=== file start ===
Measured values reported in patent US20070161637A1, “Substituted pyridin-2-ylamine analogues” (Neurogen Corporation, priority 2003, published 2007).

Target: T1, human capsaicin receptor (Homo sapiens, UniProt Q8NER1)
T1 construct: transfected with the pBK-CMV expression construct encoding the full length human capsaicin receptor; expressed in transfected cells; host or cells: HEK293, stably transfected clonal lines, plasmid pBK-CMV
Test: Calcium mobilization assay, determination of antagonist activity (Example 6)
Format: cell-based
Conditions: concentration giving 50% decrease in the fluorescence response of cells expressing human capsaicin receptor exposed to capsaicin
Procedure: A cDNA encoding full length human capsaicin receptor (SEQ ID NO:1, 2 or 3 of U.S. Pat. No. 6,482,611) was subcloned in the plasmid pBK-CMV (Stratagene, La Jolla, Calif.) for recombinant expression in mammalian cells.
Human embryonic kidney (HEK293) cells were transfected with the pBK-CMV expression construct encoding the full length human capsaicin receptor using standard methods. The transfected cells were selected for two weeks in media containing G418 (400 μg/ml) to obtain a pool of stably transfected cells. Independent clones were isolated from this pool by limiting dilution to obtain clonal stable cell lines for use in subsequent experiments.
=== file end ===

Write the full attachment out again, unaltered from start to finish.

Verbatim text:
Measured values reported in patent US20070161637A1, “Substituted pyridin-2-ylamine analogues” (Neurogen Corporation, priority 2003, published 2007).

Target: T1, human capsaicin receptor (Homo sapiens, UniProt Q8NER1)
T1 construct: transfected with the pBK-CMV expression construct encoding the full length human capsaicin receptor; expressed in transfected cells; host or cells: HEK293, stably transfected clonal lines, plasmid pBK-CMV
Test: Calcium mobilization assay, determination of antagonist activity (Example 6)
Format: cell-based
Conditions: concentration giving 50% decrease in the fluorescence response of cells expressing human capsaicin receptor exposed to capsaicin
Procedure: A cDNA encoding full length human capsaicin receptor (SEQ ID NO:1, 2 or 3 of U.S. Pat. No. 6,482,611) was subcloned in the plasmid pBK-CMV (Stratagene, La Jolla, Calif.) for recombinant expression in mammalian cells.
Human embryonic kidney (HEK293) cells were transfected with the pBK-CMV expression construct encoding the full length human capsaicin receptor using standard methods. The transfected cells were selected for two weeks in media containing G418 (400 μg/ml) to obtain a pool of stably transfected cells. Independent clones were isolated from this pool by limiting dilution to obtain clonal stable cell lines for use in subsequent experiments.